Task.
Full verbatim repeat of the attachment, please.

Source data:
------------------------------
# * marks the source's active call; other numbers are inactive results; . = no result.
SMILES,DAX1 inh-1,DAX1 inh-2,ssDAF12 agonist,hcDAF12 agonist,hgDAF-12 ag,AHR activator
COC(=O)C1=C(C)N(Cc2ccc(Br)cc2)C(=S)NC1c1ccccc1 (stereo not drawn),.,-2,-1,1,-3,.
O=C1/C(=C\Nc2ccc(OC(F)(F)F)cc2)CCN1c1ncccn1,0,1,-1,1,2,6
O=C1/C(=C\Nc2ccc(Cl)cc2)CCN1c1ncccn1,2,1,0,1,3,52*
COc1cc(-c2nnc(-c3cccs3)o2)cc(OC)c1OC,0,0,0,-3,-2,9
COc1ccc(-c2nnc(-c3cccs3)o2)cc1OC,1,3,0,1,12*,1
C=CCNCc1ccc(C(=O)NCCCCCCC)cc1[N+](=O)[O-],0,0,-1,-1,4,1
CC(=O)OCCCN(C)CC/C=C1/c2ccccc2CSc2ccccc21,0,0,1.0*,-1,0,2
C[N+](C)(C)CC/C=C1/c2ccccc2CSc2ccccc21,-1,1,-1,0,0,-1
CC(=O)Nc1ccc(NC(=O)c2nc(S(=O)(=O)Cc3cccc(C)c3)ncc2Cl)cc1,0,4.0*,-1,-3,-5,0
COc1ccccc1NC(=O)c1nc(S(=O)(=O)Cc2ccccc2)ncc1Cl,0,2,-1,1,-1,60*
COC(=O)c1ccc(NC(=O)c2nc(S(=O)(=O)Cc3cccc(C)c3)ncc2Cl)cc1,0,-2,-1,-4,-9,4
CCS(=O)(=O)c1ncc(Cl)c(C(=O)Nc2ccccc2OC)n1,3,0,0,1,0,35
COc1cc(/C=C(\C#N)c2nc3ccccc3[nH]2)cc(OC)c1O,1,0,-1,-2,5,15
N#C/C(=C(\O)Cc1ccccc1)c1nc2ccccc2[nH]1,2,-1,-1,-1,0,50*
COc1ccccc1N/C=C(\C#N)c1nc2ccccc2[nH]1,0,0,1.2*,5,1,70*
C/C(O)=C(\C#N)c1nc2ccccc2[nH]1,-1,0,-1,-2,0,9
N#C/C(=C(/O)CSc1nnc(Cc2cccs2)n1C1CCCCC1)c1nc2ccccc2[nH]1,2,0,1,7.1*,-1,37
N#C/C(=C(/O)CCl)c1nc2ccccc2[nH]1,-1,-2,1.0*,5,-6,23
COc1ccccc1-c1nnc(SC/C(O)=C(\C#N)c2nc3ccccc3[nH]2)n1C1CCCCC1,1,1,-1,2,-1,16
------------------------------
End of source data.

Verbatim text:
# * marks the source's active call; other numbers are inactive results; . = no result.
SMILES,DAX1 inh-1,DAX1 inh-2,ssDAF12 agonist,hcDAF12 agonist,hgDAF-12 ag,AHR activator
COC(=O)C1=C(C)N(Cc2ccc(Br)cc2)C(=S)NC1c1ccccc1 (stereo not drawn),.,-2,-1,1,-3,.
O=C1/C(=C\Nc2ccc(OC(F)(F)F)cc2)CCN1c1ncccn1,0,1,-1,1,2,6
O=C1/C(=C\Nc2ccc(Cl)cc2)CCN1c1ncccn1,2,1,0,1,3,52*
COc1cc(-c2nnc(-c3cccs3)o2)cc(OC)c1OC,0,0,0,-3,-2,9
COc1ccc(-c2nnc(-c3cccs3)o2)cc1OC,1,3,0,1,12*,1
C=CCNCc1ccc(C(=O)NCCCCCCC)cc1[N+](=O)[O-],0,0,-1,-1,4,1
CC(=O)OCCCN(C)CC/C=C1/c2ccccc2CSc2ccccc21,0,0,1.0*,-1,0,2
C[N+](C)(C)CC/C=C1/c2ccccc2CSc2ccccc21,-1,1,-1,0,0,-1
CC(=O)Nc1ccc(NC(=O)c2nc(S(=O)(=O)Cc3cccc(C)c3)ncc2Cl)cc1,0,4.0*,-1,-3,-5,0
COc1ccccc1NC(=O)c1nc(S(=O)(=O)Cc2ccccc2)ncc1Cl,0,2,-1,1,-1,60*
COC(=O)c1ccc(NC(=O)c2nc(S(=O)(=O)Cc3cccc(C)c3)ncc2Cl)cc1,0,-2,-1,-4,-9,4
CCS(=O)(=O)c1ncc(Cl)c(C(=O)Nc2ccccc2OC)n1,3,0,0,1,0,35
COc1cc(/C=C(\C#N)c2nc3ccccc3[nH]2)cc(OC)c1O,1,0,-1,-2,5,15
N#C/C(=C(\O)Cc1ccccc1)c1nc2ccccc2[nH]1,2,-1,-1,-1,0,50*
COc1ccccc1N/C=C(\C#N)c1nc2ccccc2[nH]1,0,0,1.2*,5,1,70*
C/C(O)=C(\C#N)c1nc2ccccc2[nH]1,-1,0,-1,-2,0,9
N#C/C(=C(/O)CSc1nnc(Cc2cccs2)n1C1CCCCC1)c1nc2ccccc2[nH]1,2,0,1,7.1*,-1,37
N#C/C(=C(/O)CCl)c1nc2ccccc2[nH]1,-1,-2,1.0*,5,-6,23
COc1ccccc1-c1nnc(SC/C(O)=C(\C#N)c2nc3ccccc3[nH]2)n1C1CCCCC1,1,1,-1,2,-1,16